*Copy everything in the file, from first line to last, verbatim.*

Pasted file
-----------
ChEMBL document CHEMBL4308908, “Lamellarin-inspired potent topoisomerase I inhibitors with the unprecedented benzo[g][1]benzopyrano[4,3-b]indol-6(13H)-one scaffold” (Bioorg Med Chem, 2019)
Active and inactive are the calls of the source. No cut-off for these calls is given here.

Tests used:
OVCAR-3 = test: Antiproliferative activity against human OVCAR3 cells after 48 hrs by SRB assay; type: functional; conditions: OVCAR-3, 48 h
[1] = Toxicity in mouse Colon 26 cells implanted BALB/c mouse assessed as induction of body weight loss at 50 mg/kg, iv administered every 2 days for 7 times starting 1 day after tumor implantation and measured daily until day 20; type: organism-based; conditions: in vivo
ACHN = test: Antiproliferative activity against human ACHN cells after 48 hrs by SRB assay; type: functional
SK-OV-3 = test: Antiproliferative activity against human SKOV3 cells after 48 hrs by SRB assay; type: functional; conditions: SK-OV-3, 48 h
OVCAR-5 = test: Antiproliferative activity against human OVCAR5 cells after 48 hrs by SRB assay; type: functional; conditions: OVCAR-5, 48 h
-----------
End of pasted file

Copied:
ChEMBL document CHEMBL4308908, “Lamellarin-inspired potent topoisomerase I inhibitors with the unprecedented benzo[g][1]benzopyrano[4,3-b]indol-6(13H)-one scaffold” (Bioorg Med Chem, 2019)
Active and inactive are the calls of the source. No cut-off for these calls is given here.

Tests used:
OVCAR-3 = test: Antiproliferative activity against human OVCAR3 cells after 48 hrs by SRB assay; type: functional; conditions: OVCAR-3, 48 h
[1] = Toxicity in mouse Colon 26 cells implanted BALB/c mouse assessed as induction of body weight loss at 50 mg/kg, iv administered every 2 days for 7 times starting 1 day after tumor implantation and measured daily until day 20; type: organism-based; conditions: in vivo
ACHN = test: Antiproliferative activity against human ACHN cells after 48 hrs by SRB assay; type: functional
SK-OV-3 = test: Antiproliferative activity against human SKOV3 cells after 48 hrs by SRB assay; type: functional; conditions: SK-OV-3, 48 h
OVCAR-5 = test: Antiproliferative activity against human OVCAR5 cells after 48 hrs by SRB assay; type: functional; conditions: OVCAR-5, 48 h